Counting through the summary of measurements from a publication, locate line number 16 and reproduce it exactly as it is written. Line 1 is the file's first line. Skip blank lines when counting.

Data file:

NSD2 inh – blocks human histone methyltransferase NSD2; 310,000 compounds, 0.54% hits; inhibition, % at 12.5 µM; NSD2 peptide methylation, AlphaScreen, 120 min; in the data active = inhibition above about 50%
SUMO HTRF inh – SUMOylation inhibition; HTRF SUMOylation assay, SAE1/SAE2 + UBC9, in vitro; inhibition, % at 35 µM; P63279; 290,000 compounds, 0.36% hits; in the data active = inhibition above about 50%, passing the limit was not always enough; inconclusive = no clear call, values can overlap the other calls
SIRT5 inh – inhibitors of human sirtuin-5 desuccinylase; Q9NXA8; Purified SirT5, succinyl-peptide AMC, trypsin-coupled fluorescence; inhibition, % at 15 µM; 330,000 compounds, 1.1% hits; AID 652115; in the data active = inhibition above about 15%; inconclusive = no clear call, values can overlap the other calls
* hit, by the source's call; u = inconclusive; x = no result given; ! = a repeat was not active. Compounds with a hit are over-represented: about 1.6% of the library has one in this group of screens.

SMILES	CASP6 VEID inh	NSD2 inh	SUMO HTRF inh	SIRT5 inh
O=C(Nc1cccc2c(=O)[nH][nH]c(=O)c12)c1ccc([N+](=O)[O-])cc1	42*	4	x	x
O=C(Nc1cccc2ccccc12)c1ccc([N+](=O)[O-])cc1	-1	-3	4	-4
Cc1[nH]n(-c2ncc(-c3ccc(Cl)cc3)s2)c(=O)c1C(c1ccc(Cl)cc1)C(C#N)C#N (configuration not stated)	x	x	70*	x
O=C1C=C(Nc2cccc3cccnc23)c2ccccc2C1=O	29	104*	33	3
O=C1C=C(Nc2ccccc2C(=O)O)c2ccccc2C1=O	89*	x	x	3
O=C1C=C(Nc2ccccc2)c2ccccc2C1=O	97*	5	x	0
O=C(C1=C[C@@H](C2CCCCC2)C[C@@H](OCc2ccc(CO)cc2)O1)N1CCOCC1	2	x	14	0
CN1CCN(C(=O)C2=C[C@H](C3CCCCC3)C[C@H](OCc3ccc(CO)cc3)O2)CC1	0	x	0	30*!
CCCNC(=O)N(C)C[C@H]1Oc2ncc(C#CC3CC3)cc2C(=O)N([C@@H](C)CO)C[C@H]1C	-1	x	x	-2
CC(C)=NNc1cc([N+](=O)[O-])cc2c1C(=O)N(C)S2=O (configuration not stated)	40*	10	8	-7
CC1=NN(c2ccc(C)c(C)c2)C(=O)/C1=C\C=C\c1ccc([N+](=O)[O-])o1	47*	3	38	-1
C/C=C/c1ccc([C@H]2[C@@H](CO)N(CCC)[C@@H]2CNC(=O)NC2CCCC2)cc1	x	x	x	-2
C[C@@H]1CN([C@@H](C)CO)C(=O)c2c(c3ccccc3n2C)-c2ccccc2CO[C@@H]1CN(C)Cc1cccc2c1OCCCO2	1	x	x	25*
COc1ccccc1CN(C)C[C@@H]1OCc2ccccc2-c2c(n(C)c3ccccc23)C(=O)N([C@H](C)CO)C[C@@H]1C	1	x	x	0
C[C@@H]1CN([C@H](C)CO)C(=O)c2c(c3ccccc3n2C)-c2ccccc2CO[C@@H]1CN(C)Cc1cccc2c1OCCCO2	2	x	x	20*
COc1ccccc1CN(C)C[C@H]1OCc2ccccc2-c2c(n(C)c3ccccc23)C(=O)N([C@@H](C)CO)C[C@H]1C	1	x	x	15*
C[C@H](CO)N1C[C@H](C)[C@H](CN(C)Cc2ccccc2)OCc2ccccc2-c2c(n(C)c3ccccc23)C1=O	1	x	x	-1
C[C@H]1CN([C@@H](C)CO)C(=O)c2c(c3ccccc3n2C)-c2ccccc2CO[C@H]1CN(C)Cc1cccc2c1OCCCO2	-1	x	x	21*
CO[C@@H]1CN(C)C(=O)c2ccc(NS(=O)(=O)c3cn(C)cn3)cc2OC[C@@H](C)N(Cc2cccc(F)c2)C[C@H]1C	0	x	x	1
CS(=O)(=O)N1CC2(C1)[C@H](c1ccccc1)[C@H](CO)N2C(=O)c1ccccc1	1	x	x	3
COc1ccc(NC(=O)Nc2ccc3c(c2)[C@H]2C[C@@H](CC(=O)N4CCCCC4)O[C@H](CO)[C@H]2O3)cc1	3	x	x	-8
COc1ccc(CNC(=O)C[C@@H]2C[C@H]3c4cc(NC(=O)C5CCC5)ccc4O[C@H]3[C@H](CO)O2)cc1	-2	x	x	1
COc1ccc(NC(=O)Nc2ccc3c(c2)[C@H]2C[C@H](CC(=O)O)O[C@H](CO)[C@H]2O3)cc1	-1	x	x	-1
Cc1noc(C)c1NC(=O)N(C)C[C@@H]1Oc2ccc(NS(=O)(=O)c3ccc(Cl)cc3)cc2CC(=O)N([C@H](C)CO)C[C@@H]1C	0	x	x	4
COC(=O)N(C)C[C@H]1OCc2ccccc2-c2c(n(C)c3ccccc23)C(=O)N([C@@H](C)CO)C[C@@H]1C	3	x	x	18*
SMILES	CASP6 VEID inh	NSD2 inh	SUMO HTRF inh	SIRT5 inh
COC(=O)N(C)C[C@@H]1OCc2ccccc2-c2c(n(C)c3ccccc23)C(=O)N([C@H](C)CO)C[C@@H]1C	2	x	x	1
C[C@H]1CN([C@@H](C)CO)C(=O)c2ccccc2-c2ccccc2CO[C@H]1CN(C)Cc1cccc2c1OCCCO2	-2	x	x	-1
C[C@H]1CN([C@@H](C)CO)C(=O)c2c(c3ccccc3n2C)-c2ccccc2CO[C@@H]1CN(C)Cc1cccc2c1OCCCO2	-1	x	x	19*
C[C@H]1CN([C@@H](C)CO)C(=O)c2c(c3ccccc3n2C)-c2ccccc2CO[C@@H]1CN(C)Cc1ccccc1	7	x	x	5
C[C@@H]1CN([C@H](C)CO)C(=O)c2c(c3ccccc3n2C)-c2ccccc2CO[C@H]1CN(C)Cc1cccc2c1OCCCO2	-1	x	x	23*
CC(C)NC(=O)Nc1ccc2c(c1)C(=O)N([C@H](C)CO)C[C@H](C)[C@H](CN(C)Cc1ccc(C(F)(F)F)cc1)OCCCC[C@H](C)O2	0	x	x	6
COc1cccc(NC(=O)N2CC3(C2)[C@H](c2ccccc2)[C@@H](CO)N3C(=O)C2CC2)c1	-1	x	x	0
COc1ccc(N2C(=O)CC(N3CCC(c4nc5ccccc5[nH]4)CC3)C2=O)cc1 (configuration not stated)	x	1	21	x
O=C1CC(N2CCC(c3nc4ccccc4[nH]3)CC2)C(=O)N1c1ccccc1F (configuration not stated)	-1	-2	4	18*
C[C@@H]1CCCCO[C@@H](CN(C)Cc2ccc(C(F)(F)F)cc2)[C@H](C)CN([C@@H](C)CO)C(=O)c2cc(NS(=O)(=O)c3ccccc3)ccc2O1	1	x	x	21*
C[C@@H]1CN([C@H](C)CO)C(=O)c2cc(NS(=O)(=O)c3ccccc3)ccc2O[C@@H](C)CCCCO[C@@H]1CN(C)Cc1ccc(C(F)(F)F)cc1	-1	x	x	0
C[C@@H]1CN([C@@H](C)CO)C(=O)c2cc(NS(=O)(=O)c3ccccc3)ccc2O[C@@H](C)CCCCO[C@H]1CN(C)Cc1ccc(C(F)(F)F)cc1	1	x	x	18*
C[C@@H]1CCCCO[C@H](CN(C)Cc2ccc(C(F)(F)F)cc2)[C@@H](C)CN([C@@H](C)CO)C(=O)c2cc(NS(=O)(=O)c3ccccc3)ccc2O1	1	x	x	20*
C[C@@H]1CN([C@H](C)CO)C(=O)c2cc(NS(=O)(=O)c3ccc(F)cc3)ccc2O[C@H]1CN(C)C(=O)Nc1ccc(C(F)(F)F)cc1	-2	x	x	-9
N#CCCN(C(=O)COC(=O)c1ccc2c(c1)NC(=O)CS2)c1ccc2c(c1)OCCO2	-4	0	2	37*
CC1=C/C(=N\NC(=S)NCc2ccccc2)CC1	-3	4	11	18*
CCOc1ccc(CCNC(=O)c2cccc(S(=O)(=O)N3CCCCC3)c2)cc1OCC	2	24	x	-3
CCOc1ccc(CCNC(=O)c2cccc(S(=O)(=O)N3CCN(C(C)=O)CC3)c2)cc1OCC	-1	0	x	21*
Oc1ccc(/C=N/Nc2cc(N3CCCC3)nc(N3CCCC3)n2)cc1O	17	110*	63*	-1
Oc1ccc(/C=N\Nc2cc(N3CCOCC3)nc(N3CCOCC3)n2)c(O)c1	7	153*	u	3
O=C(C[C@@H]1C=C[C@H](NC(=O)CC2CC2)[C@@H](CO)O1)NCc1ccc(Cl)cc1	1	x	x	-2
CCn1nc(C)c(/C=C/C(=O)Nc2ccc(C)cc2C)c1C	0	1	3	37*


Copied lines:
CC1=NN(c2ccc(C)c(C)c2)C(=O)/C1=C\C=C\c1ccc([N+](=O)[O-])o1	47*	3	38	-1